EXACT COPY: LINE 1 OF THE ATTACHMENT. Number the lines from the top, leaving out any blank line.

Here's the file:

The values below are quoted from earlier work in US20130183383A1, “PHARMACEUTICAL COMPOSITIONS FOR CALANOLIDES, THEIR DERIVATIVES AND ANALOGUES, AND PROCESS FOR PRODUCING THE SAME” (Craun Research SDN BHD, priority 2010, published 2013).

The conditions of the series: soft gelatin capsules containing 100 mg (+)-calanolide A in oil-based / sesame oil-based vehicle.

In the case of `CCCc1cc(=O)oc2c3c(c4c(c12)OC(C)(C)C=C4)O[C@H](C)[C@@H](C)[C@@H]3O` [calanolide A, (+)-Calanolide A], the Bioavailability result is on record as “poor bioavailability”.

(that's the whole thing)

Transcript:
The values below are quoted from earlier work in US20130183383A1, “PHARMACEUTICAL COMPOSITIONS FOR CALANOLIDES, THEIR DERIVATIVES AND ANALOGUES, AND PROCESS FOR PRODUCING THE SAME” (Craun Research SDN BHD, priority 2010, published 2013).